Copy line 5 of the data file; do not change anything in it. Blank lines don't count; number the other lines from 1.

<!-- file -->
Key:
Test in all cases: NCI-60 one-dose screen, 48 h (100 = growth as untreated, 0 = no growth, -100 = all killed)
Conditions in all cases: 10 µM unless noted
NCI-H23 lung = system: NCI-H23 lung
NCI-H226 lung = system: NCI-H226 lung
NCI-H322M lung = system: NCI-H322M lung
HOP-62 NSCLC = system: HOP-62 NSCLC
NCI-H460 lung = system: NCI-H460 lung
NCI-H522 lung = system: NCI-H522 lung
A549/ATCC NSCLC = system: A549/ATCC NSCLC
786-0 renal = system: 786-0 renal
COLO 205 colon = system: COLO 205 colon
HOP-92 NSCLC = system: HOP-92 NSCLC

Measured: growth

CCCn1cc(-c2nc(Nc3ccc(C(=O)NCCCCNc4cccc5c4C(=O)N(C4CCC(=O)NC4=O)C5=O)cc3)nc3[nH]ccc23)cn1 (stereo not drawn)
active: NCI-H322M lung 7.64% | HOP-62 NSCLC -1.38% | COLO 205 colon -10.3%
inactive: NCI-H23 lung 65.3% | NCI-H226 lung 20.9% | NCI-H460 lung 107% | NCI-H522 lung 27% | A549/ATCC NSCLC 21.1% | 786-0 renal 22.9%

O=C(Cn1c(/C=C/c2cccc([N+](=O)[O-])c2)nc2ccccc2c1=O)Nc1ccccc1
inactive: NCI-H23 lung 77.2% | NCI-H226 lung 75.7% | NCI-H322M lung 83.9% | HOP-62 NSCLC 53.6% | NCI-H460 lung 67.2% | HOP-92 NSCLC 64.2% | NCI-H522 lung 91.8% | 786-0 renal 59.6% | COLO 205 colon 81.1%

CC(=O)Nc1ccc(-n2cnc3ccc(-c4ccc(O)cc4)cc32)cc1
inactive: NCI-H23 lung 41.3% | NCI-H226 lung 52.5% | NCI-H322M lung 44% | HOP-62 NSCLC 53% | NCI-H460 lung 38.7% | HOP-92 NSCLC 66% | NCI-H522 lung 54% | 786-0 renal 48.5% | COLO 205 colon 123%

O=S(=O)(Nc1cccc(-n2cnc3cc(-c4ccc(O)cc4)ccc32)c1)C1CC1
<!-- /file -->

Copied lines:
NCI-H226 lung = system: NCI-H226 lung